When the wind gets chilly in northeast Ohio, we begin to store food for winter like squirrels.
I am not talking about the many noble Clevelanders that shop until they drop at their local farmer’s market, and freeze and can those goodies to enjoy the fruits of harvest all winter long. I want to be one of them, but alas, I always make an excuse not to be.
I am talking about those of us that live in slight fear of the first snowflake, and the slippery roads, and the emergency weather alerts that caution us to stay indoors. I am talking about those nights when even pizza places aren’t delivering.
I like to stock up on dry goods, cabinet fare, which I can turn into a decent meal when needed. I am all for the fresh, local, from-scratch food – really I am. On a cold winter’s night, though, when the tomatoes in the supermarket look paler than me, I want a good meal I can cook while wearing my fuzzy slippers.
My cold weather comfort food is pasta: hearty red tomato–sauced pasta. The trick is to purchase quality dry goods that can be ready when you are.
When choosing a dry pasta, look for imported Italian pasta. Italian pasta is made with durum wheat flour or durum semolina, so look for those words on the packaging. This creates a strong pasta that can be cooked al dente (to the bite), remaining firm, but not crunchy. The pasta gives your teeth something to bite down on, not soggy squishiness. Pasta made with softer flour can be easily overcooked.
Check the package to make sure, whichever pasta shape you choose, there are not a lot of broken pieces, and avoid older, dusty boxes, as old pasta falls apart in water. My favorite shape is fusilli, which looks like a corkscrew. I think the twists give the sauce a great place to cling to, and the individual pastas are perfectly bite sized.
Give your pasta room to boil. Small pots overflowing with pasta will cause the starch released into the water to turn the outside of your pasta gummy. Use the largest pot of water you have for the pasta, and let it really boil before adding salt. Then “salt the water like the sea.” The water will impart salt flavor evenly to your pasta, preventing you from having to add it at the end.
Canned tomatoes seem to take over an entire aisle at my local supermarket. Just as every celebrity has his or her own clothing line, every food company has its own tomato sauce. I know it is very tempting to buy one of these cans, with an artistic jar or vacuum-sealed pouch, but don’t. Instead, move slightly down the aisle to the canned tomatoes. These tomatoes are patiently waiting for you to design your own fabulous meal.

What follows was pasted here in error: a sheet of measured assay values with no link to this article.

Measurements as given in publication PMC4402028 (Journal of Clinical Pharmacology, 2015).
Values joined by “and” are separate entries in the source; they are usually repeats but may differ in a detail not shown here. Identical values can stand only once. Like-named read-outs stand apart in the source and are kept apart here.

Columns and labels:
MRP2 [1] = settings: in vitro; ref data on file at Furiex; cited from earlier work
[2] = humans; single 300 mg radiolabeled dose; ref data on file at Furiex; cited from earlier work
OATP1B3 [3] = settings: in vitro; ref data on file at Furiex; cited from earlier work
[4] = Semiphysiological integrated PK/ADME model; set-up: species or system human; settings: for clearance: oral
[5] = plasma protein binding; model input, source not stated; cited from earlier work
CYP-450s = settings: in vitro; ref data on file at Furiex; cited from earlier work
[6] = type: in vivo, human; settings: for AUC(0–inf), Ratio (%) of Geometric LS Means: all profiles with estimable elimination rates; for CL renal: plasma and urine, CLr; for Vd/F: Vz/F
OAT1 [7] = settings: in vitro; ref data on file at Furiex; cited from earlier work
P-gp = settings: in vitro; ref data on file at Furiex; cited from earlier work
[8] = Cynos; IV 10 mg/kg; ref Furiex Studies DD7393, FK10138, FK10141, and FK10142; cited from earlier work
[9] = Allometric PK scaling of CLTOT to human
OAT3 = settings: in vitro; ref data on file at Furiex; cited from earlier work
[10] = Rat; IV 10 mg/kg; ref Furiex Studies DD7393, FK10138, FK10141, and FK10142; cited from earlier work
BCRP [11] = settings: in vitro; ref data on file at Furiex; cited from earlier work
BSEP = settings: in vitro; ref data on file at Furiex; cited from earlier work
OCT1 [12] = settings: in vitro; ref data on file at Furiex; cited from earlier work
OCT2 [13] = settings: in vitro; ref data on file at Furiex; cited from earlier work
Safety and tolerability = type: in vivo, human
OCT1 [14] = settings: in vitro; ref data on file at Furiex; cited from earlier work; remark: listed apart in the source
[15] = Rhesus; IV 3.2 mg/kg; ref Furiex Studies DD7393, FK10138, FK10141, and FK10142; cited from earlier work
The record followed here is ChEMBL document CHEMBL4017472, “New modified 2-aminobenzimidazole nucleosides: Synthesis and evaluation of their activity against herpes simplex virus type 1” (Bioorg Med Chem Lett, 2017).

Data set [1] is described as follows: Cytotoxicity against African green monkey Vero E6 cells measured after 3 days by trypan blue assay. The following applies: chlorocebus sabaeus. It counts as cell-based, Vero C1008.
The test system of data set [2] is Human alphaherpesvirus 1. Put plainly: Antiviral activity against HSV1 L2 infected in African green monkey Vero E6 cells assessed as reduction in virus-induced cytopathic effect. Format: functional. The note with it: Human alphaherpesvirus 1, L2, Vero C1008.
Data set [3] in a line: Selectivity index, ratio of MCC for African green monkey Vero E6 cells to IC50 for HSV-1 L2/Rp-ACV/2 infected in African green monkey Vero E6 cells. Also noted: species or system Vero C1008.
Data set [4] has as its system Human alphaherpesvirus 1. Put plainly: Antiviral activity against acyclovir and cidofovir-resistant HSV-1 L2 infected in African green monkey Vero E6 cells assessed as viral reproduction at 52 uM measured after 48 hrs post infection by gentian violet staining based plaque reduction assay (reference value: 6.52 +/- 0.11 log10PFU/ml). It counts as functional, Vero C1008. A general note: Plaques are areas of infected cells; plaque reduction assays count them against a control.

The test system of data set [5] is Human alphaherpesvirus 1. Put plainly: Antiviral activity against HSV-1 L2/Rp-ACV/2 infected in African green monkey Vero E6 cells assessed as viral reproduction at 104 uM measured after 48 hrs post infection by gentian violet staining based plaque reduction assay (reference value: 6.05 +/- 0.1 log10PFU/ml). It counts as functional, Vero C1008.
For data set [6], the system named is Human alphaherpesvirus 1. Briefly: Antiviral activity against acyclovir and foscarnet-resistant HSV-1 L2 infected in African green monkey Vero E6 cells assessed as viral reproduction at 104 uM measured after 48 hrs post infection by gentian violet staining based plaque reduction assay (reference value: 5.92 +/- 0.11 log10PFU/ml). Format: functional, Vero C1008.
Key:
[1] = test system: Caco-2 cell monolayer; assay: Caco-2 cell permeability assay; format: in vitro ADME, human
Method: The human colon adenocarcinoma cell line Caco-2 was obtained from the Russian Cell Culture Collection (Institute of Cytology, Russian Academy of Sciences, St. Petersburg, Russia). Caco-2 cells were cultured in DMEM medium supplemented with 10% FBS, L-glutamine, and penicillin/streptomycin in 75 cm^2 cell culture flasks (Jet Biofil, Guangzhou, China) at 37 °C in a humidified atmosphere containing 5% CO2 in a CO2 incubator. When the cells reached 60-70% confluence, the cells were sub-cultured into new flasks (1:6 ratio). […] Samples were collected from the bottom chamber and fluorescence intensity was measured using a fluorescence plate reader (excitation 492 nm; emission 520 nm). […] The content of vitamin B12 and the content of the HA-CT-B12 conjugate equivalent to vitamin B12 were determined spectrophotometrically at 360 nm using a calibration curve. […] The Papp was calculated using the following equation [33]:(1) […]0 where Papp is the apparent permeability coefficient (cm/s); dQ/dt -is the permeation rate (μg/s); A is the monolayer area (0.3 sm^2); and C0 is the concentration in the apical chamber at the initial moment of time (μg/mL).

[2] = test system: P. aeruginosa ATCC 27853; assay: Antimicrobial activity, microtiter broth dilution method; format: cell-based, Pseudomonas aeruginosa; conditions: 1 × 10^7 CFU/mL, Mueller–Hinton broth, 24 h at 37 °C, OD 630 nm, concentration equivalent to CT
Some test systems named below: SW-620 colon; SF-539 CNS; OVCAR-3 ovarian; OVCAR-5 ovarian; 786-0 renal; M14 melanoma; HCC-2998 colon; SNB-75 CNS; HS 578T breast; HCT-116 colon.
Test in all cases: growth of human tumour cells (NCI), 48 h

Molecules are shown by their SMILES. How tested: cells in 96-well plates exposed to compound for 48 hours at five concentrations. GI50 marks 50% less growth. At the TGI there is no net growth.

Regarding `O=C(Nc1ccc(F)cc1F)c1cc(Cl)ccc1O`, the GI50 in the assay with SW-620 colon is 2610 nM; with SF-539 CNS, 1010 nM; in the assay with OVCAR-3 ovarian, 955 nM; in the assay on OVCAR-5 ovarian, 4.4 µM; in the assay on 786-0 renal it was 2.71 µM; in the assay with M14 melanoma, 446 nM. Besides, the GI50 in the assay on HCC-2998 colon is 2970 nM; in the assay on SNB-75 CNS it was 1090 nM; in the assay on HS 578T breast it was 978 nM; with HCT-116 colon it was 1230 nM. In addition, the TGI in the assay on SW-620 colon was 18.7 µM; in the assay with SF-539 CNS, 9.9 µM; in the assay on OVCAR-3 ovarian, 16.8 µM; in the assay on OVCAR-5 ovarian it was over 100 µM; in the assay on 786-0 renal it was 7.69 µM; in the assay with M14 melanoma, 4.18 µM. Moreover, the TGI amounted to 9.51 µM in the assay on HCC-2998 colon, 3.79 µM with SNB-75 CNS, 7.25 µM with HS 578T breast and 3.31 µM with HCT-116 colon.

Read the labels and choose tomatoes from a town in Italy called San Marzano. This little town lives on the hill of Mount Vesuvius. This volcano, also of Pompeii-fame, has amazingly rich soil. San Marzano tomatoes have an earthy, robust flavor, perfect for a frosty winter night. Two brands I like are Pomi and Cento. Buy the tomato chunks, not the sauce or purée, as the pieces of tomato make a more aesthetically pleasing and rustic final dish.
Cheese is a very important factor in making the perfect pantry pasta. Buy whole segments of Parmigiano-Reggiano from your better supermarkets. It will be an expensive investment, but I promise it is worth it. Eat a small chunk to savor its flavor, then wrap it tightly in plastic wrap, tightly in aluminum foil, and label and date it for the freezer.
When you need to grate cheese onto your pasta dish, you can use your grater on the frozen cheese without trouble, and the flavor is really outstanding.
In a large sauce pan/high-sided skillet, heat a tablespoon of olive oil. Add a couple of minced garlic cloves. Dump in the canned tomatoes. From there, choose your favorite pantry item. I usually throw in marinated artichoke hearts that are lightly drained from their oil, some drained and sliced canned black olives, a healthy dash of Italian seasoning and as much red pepper flakes as I dare.
You could also incorporate a can of cannellini beans, crushing half and mixing them into the sauce before adding the remaining whole beans. You can also experiment with frozen ready-cooked shrimp, asparagus spears from a can and a sprinkle of dried herbes de Provence.
The possibilities are endless when you start with a good base. So, bring it on, Mother Nature. My tummy is rumbling, and my pantry is ready.